Standing in the Cloister just before 5.00pm yesterday afternoon, I heard the bells in the central tower chiming. This continuous sound, which lasted over ten minutes, indicated that Evensong was about to begin in the Quire and summoned those both inside and outside the building to take their seats for the service. The ringing of these bells occurs three times a day in the cathedral, announcing the services of Matins at 8.00am, Eucharist at 12.30pm and Evensong at 5.15pm, an aural reminder that the monastic traditions established at Bristol in the 12th century continue through a daily cycle of prayer and worship. It is likely that the Perpendicular crossing tower, the bellframe and two of the four extant bells were built during the seat of Abbot John de Newland (1481-1515), who was also responsible for rebuilding the Cloister, the upper part of the Gatehouse and part of the Prior’s Lodging. His tomb can now be found in a star shaped niche on the north wall of the Eastern Lady Chapel. Newland was also known as ‘Nailheart’, and his rebus – a heart pierced by three nails – can still be seen on the two smallest bells, along with Newland’s initials and dedications of ‘ora pro nobis’, or ‘pray for me’ to St Margaret and St Clement. The other two bells are probably post-Reformation, one dated with 1670 and the other with an evocative inscription of ‘Clara vocor et clarior ero’ – ‘I will be brighter’.
Bell ringing has always been closely associated with ceremonial practice and in a busy urban space, bells at the cathedral were used to mark public feast days, such as Easter and Corpus Christi, or civic processions, such as Elizabeth I’s Royal Progress to Bristol in 1574, or to warn the city’s occupants during times of crisis. Today the North-West tower, designed by John Loughborough Pearson and completed in 1888, attests to this long history of celebratory bell ringing at the cathedral, with a prelude of ringing before every 10.00am Sunday Eucharist and on special occasions, including weddings, ordinations and school services. Local bellringers are invited once a month on a Friday to practice and full peals can last for three hours at a time. With its eight bells in use at any one time, this glorious sound can often be heard across the city.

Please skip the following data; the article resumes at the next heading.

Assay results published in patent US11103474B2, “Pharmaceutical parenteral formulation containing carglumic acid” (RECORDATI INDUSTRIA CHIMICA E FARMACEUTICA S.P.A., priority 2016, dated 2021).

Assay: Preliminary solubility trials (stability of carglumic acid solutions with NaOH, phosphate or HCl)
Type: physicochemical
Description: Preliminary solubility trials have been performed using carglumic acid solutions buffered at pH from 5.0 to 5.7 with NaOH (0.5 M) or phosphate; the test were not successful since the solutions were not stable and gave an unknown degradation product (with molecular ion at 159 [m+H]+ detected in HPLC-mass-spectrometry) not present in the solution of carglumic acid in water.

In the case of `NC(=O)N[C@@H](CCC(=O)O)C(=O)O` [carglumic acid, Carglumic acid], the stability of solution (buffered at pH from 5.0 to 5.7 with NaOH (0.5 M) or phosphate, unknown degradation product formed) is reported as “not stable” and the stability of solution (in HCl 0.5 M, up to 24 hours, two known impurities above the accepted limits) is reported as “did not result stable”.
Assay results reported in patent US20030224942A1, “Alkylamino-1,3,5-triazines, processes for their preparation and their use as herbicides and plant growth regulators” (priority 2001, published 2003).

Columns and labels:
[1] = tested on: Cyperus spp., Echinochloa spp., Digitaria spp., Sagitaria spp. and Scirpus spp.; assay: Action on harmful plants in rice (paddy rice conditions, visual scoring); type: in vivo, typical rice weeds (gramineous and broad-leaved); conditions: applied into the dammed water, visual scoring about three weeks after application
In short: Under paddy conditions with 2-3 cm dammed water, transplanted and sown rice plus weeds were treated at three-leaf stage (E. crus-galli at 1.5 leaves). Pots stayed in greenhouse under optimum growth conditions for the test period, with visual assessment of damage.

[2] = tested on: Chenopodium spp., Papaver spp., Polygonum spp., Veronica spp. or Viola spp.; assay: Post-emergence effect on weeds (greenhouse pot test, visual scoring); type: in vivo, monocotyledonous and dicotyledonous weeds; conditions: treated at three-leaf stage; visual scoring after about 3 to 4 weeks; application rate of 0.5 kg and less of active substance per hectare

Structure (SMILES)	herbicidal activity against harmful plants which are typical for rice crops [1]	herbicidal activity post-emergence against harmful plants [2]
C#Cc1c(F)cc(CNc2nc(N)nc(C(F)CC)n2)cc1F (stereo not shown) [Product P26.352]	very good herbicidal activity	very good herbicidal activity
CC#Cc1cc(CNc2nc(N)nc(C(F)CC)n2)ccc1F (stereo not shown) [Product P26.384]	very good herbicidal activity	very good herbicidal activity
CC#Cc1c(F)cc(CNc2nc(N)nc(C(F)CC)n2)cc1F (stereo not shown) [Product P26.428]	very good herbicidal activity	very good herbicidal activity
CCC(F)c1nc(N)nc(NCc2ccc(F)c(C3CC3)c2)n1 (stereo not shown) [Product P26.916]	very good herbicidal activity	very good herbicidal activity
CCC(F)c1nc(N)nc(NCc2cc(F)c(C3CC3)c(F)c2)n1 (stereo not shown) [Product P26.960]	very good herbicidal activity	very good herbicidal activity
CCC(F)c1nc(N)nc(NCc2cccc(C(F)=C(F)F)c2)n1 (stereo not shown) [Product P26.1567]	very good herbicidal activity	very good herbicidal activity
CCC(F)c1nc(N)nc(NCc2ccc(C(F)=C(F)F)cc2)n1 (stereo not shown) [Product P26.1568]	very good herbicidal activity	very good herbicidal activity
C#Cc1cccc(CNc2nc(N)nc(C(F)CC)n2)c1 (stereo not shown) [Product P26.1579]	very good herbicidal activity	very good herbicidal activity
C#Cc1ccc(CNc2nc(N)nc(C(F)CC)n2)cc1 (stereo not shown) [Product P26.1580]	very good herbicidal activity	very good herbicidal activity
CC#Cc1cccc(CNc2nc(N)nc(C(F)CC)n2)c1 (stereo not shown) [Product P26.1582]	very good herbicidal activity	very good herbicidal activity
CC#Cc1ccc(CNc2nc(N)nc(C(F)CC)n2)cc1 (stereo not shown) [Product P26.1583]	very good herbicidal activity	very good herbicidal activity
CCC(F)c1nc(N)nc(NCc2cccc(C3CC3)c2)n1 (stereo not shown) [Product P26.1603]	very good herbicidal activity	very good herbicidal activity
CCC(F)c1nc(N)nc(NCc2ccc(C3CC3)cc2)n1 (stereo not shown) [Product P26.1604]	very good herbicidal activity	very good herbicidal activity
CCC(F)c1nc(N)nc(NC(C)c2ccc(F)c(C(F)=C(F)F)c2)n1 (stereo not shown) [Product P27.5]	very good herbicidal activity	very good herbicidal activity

Historically, perhaps the most important reason for sounding bells in the cathedral space was for timekeeping. With no mechanical clocks and the difficulties in using sundials in winter or at night, the sound of a bell chiming across the city or cathedral close could give its listener a sense of temporality. The striking of bells could root a person in either day or night and even seasonal changes could be marked, with longer spaces between the bells ringing in the summer and shorter spaces in the summer. On 24 August 1535, Richard Layton – one of the principal agents of Henry VIII’s Dissolution of the Monasteries – signed off a letter to Thomas Cromwell: ‘From Sainte Austin’s withouts Bristowe, this Saint Batholomew’s day, at iiii of the clocke in the morning…’, a clear sign that he only understood the hour of the night by the sound he could hear. Late medieval accounts of the cathedral suggest that these bells in the central crossing tower were rung every hour and – as Layton’s account indicates – also through the night.
For the Augustinian monks who lived and worked at the cathedral until its Dissolution in 1539, the sound of bells chiming would have been a familiar part of their everyday soundscape. Following the Canonical Hours – set intervals in the day for prayer – the divisions of work, pastoral care, public ministry and private worship for the monks, were all structured around an aural experience. A bell would awaken the monks and encourage them to hurry down the Night Stairs to celebrate Matins – often long before dawn – and also to signify the closing of the day with Compline, when the cathedral bells would usher in the night. As a 17th-century songbook recorded, ‘At night when you heard all the sundry bells rings / Tell me, good friends, what thoughts do they bring? The Augustinians’ bells, now what is their tale? Rise, rise! The service of God must not falter or fail!’